Police said the device consisted of propane tanks, fireworks, petrol containers, wires and two clocks.

"The intent of whoever did this [was] to cause mayhem [and] create casualties," Kelly said.

Police investigation

Police have been examining the car and CCTV footage of the area in an attempt to identify who left the vehicle at the scene.

"For the US, it's always safe and good for their own political advantage to accuse the Islamic militants even if it turned out that they have nothing to do with it"

Riad Kahwaji,
security analyst

Kelly said a white man in his 40s had been identified on the footage and was seen removing a dark shirt to reveal a red shirt about half a block from the vehicle.

But he cautioned that there was no firm evidence to indicate that the man was linked to the car and the footage may be "innocent".

In addition to that footage, Kelly said a tourist had contacted police to say that he too "may have got a picture of the individual" caught in the frame while he was filming a nearby police officer.

The White House described the incident as "extremely serious" and said it was looking into all possible motives behind the attempted attack.

Robert Gibbs, the White House spokesman, said Barack Obama, the US president, spoke to the city's mayor about the incident and will speak publicly on the issue later on Sunday.

Earlier, Michael Bloomberg, New York's mayor, blamed the incident on "terrorists around the world", who want to take "freedoms" away from Americans.

But analysts told Al Jazeera that it was too early to blame the attempted attack on international "terrorists".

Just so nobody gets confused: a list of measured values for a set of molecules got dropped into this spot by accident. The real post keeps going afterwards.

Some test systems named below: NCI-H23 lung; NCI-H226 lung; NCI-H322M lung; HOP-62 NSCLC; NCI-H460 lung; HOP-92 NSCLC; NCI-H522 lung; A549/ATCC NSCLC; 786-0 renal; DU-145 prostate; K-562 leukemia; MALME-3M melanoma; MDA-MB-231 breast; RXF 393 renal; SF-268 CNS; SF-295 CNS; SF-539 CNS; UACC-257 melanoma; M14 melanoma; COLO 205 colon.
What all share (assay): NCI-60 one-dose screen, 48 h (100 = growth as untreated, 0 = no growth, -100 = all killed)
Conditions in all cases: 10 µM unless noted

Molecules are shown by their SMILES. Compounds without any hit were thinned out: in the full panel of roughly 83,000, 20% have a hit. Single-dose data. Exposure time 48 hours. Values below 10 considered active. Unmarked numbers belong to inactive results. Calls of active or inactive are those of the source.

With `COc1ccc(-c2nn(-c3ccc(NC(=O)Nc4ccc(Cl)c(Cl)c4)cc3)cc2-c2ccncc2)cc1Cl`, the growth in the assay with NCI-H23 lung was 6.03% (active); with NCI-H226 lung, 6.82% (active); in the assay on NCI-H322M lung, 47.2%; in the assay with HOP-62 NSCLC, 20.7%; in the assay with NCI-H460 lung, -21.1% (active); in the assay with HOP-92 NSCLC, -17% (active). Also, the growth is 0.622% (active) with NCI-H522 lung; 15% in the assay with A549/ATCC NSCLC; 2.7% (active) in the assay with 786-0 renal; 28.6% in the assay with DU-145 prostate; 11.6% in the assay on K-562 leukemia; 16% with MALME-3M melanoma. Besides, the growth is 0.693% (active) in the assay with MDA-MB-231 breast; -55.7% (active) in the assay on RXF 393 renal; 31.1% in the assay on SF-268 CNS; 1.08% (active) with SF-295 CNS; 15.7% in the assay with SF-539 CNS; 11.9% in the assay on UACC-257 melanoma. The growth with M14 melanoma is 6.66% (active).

'Premature' accusations

Riad Kahwaji, a security analyst from the Institute for Near East and Gulf Military Analysis in Dubai, said it would be "premature to jump to conclusions".


Mayor Bloomberg told the press: "We avoided what could have been a very deadly event"

"We have a precedent here, back in the 1990s, of the attack on the FBI building in Oklahoma city," he told Al Jazeera.

"People immediately accused Islamic militants and it turned out [the culprit] was one of the right-wing fundamentalists from inside the US.

"Right now, the big bogeyman is al-Qaeda, the Islamic terrorists. ... For the US, it's always safe and good for their own political advantage to accuse the Islamic militants even if it turned out that they have nothing to do with it."

Phil Rees, the author of Dining with Terrorists, also dismissed Bloomberg's comments about "terrorists" targeting American freedoms.

"I've spoken to Islamists for 20 years. They don't give a jot about my lifestyle in the United Kingdom or what goes on in America," he told Al Jazeera.

"They care about American foreign policy, what the United States is doing in Muslim lands, not just in Iraq and Afghanistan, but the way it has corrupted many Muslim leaders, the way that it prevents democracy emerging in Muslim lands, the way that it obviously doesn't look at Palestine and Israel in equal terms."